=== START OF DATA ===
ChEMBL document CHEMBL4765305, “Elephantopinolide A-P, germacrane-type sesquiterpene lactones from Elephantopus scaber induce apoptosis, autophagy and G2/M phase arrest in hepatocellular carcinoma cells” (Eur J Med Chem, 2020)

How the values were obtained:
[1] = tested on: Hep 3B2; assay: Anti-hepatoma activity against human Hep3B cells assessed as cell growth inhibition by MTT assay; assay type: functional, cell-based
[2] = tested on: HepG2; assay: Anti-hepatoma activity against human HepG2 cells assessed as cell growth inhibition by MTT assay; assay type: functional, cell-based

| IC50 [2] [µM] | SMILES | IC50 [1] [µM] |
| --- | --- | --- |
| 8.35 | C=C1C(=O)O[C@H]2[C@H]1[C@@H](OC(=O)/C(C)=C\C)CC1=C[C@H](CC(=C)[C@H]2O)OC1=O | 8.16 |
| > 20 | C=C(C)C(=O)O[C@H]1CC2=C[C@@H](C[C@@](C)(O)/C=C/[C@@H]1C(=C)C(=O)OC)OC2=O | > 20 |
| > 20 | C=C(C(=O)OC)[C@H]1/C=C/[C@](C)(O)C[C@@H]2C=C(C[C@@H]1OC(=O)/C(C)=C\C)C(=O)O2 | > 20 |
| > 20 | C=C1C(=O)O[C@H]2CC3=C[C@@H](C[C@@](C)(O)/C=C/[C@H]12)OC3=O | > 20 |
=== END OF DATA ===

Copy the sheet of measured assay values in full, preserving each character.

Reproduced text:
ChEMBL document CHEMBL4765305, “Elephantopinolide A-P, germacrane-type sesquiterpene lactones from Elephantopus scaber induce apoptosis, autophagy and G2/M phase arrest in hepatocellular carcinoma cells” (Eur J Med Chem, 2020)

How the values were obtained:
[1] = tested on: Hep 3B2; assay: Anti-hepatoma activity against human Hep3B cells assessed as cell growth inhibition by MTT assay; assay type: functional, cell-based
[2] = tested on: HepG2; assay: Anti-hepatoma activity against human HepG2 cells assessed as cell growth inhibition by MTT assay; assay type: functional, cell-based

| IC50 [2] [µM] | SMILES | IC50 [1] [µM] |
| --- | --- | --- |
| 8.35 | C=C1C(=O)O[C@H]2[C@H]1[C@@H](OC(=O)/C(C)=C\C)CC1=C[C@H](CC(=C)[C@H]2O)OC1=O | 8.16 |
| > 20 | C=C(C)C(=O)O[C@H]1CC2=C[C@@H](C[C@@](C)(O)/C=C/[C@@H]1C(=C)C(=O)OC)OC2=O | > 20 |
| > 20 | C=C(C(=O)OC)[C@H]1/C=C/[C@](C)(O)C[C@@H]2C=C(C[C@@H]1OC(=O)/C(C)=C\C)C(=O)O2 | > 20 |
| > 20 | C=C1C(=O)O[C@H]2CC3=C[C@@H](C[C@@](C)(O)/C=C/[C@H]12)OC3=O | > 20 |